Many speakers argued that the future for Identity and any national identity scheme surely has to be the mobile phone… it has a screen to show a photo ID on, so ideal to show quickly and easily to a bouncer at a nightclub to prove your age. Plus, it has a ready made keypad for chip and pin, or even now using oyster card like technology called NFC to prove identity and pay for things or voice activated biometrics info. After all, the phone has become ubiquitous now, we depend on it, and most people would go back home to get their phone if they left it, where as may not bother to go back for their wallet. Perhaps somewhat unsurprisingly, but still worrying is that It was suggested that the on average it takes a few hours, even a day for us to notice and then cancel a credit card if we lose it, where as it will take us just 8 minutes to call our phone operator and report our phones missing!
Firstly, make your website as effective and professional as your budget allows. Use a recommended local web designer who knows about search engine optimisation. Make sure you keep your website simple and clear and include PDFs of key pages, so that they can double up as marketing collateral and allow you to save on printing costs.
Link your website to a daily blog that has chatty topical comment. Have a section on the website that you can easily update yourself, latest news etc, and do this often – or just link this section to your blog and update your blog often. If you are reading this blog, that’s proof of the pudding!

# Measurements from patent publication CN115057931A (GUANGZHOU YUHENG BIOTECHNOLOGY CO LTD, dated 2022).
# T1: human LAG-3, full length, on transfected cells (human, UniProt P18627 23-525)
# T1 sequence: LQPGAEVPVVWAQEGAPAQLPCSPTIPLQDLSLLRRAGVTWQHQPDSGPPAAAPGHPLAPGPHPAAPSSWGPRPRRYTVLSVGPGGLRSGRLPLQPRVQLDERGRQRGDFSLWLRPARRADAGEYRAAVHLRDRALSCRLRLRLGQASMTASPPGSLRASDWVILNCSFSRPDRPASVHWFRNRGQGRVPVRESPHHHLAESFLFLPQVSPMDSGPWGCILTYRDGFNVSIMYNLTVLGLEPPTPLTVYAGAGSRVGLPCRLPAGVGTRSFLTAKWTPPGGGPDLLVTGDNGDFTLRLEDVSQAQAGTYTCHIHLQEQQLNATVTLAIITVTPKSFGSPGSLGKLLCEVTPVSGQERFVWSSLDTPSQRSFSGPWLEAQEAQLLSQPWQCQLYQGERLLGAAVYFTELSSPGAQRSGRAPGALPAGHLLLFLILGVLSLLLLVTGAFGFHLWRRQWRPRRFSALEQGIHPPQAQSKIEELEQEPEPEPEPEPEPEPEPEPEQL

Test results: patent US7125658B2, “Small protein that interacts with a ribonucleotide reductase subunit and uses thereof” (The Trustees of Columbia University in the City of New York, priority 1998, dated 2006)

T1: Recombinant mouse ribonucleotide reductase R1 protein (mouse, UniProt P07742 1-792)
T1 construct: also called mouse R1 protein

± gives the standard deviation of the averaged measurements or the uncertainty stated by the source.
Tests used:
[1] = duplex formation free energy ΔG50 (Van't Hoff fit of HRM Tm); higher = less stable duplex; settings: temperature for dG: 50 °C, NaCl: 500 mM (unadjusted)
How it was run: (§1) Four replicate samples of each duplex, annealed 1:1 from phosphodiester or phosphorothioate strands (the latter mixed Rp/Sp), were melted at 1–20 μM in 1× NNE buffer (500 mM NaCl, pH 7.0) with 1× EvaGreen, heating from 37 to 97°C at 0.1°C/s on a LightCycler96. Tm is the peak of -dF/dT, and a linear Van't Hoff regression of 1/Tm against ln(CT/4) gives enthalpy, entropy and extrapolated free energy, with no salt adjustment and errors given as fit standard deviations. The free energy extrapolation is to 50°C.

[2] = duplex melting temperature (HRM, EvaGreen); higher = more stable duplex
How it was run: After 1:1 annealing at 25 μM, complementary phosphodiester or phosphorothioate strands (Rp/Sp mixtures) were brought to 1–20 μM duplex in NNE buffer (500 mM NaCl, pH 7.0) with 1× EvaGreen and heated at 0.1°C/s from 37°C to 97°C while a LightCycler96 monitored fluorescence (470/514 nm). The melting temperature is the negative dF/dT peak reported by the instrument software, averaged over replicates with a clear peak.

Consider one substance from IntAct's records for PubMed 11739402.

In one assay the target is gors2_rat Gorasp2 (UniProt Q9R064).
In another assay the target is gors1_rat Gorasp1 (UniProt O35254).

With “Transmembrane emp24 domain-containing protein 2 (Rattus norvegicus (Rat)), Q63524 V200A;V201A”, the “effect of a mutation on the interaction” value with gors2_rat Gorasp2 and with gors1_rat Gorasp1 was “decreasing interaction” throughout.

Concentrate on your key words and phrases for the search engines and do searches on what your customers would use if looking with your service
to see how easy you are to find. All of this should result in a user and search engine friendly website – a great basis for any budget marketing and PR campaign.
Having made the website as user friendly and as search engine visible as possible, offer free industry advice. For example, we offer free PR Fact Sheets. We get regularly requests for these and they lead to interest in our company and to signing new customers. We are happy to share ideas here for marketing and PR on a shoe string 🙂
Other cost effective PR and Marketing approaches to think about could be to link up with suppliers and customers when planning any seminars, events etc so as to share the cost, and to work with industry bodies and local Chamber of Commerce to maximise low cost marketing opportunities.